Therefore, elderly people who often suffer from angina are less likely to die suddenly because of compensation – long-term angina has caused new small blood vessels to grow around the patient’s narrow blood vessels. On the contrary, sometimes young people who have a myocardial infarction are more likely to die because these compensatory blood vessels have not yet been formed.
The human body’s compensation allows the organs to basically meet their functions in a state of continuous damage, that is, to make do, so no obvious symptoms will appear. However, compensation is a mechanism that the human body has to do and it is a compromise. The ultimate goal of compensation is to ensure the basic functions of organs, that is, to save life. Symptoms will only appear when the disease reaches an advanced stage, when compensation is no longer possible or has exceeded its limit.
The condition can be reversed if the cause can be removed. However, if the cause of the disease persists for a long time, problems will occur sooner or later, symptoms will appear, and some chronic diseases can even become cancerous. In other words, compensation brings compromised survival, but over time, it will also have adverse effects on the human body.
Don’t complain about why your body collapsed suddenly, but you need to understand that your body may have made a lot of efforts and sacrifices to protect you. Knowing the important principle of compensation, you will know how to effectively prevent and treat chronic diseases.
My suggestion is that since many chronic diseases have no symptoms in the early stages, we should proactively screen for early detection and early treatment. For some viral and bacterial infections, such as HPV, hepatitis B virus, etc., we can prevent them from the source or block them from the intermediate links to effectively prevent the development of chronic diseases.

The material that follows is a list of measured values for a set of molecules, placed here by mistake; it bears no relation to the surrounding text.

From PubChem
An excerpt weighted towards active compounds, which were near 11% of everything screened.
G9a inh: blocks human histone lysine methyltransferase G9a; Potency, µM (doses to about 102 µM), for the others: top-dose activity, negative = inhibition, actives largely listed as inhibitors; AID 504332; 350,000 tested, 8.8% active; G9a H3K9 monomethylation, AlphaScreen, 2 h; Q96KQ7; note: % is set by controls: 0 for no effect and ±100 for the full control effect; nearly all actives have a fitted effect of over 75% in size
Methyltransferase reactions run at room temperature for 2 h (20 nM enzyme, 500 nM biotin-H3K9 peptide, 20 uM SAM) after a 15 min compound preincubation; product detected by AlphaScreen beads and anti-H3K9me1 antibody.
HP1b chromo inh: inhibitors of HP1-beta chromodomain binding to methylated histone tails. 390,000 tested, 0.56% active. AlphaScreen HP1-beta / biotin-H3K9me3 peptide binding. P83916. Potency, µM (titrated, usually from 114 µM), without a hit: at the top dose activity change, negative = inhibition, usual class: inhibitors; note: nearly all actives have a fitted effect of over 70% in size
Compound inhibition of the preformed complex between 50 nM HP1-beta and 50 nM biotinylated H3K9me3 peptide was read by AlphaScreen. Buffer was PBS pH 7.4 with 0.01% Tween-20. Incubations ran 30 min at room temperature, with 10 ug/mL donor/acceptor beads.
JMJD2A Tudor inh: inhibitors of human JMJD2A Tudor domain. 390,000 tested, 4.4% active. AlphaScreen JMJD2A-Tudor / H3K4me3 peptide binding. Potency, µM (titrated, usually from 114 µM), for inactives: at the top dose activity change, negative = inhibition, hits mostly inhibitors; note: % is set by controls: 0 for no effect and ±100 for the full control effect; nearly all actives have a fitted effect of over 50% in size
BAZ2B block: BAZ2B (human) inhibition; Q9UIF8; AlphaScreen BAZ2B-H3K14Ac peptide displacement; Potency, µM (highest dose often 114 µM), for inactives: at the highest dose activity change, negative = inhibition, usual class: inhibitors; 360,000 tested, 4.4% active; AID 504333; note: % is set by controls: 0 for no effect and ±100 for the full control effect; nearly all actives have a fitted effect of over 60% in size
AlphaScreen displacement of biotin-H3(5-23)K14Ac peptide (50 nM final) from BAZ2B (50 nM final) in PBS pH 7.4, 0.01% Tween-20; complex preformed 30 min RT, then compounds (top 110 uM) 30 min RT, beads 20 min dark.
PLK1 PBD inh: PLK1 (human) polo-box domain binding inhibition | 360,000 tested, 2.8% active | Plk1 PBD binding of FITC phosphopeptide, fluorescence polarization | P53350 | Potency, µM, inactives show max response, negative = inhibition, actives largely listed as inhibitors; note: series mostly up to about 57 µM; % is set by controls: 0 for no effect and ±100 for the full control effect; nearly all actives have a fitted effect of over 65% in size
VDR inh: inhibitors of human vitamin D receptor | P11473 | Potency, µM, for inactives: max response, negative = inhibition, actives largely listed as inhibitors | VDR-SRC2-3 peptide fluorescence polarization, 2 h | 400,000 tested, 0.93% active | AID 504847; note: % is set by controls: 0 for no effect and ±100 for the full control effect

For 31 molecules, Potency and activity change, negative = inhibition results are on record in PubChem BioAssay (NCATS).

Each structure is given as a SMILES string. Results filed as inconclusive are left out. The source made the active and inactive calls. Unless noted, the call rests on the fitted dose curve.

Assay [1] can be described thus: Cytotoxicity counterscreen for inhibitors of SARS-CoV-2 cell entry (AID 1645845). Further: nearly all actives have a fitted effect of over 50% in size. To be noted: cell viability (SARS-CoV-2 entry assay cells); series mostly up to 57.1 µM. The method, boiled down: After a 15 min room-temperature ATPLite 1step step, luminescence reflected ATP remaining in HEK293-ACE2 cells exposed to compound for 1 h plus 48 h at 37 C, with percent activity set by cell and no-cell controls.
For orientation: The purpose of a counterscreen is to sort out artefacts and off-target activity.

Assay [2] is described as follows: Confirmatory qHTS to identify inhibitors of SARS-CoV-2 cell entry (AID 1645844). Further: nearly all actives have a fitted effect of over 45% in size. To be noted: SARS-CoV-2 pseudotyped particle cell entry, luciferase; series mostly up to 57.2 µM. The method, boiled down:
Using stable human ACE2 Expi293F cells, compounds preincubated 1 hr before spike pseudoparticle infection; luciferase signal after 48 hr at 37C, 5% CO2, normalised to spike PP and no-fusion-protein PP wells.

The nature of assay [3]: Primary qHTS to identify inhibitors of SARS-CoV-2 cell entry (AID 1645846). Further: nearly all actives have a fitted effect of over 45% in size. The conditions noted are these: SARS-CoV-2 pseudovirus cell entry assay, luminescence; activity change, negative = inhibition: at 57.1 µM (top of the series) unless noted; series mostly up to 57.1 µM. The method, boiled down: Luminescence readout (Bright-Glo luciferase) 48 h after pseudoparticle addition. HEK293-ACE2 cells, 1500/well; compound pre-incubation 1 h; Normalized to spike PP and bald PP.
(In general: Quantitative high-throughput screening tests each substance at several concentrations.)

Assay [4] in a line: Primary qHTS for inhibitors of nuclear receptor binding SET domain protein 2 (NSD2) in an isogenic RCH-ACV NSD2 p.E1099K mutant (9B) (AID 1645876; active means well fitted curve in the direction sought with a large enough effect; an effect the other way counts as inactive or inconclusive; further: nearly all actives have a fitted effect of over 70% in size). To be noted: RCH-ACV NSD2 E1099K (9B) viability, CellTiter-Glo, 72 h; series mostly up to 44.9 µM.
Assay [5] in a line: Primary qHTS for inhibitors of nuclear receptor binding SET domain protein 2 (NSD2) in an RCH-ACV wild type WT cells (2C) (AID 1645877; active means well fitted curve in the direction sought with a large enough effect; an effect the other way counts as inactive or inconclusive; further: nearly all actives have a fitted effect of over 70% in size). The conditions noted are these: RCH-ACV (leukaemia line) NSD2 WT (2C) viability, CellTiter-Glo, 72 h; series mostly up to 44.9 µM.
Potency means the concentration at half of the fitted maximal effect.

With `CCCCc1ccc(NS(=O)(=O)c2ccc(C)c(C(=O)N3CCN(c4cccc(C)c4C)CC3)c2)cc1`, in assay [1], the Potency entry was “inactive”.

In addition, you can also learn and understand through professional medical knowledge. Based on this, I did a lot of science popularization work in my spare time, shared some medical knowledge on short video platforms such as Douyin and Video Account, and published my second book “My Life Hangs by a Thread, I Will Not Let Go” in November this year. 》. This new book records 19 of my most representative cases during my more than 20 years on the ICU front line. Each case reflects a different theme. It is not just the story of a certain person, but the problems that everyone faces. Understanding the stories behind these cases can help everyone break down the barriers to medical information. What is more important is the analysis behind each case, such as how patients and family members should find professional doctors, how to make decisions together with doctors, etc.
Everyone is the first person responsible for their own health. From this perspective, it is necessary and obligatory for us to have a better understanding of our own bodies and how we should use the body’s mechanisms to protect our health in a more scientific and effective way and protect ourselves and our families. By. Bo Shining (Deputy Chief Physician of ICU of Peking University Third Hospital)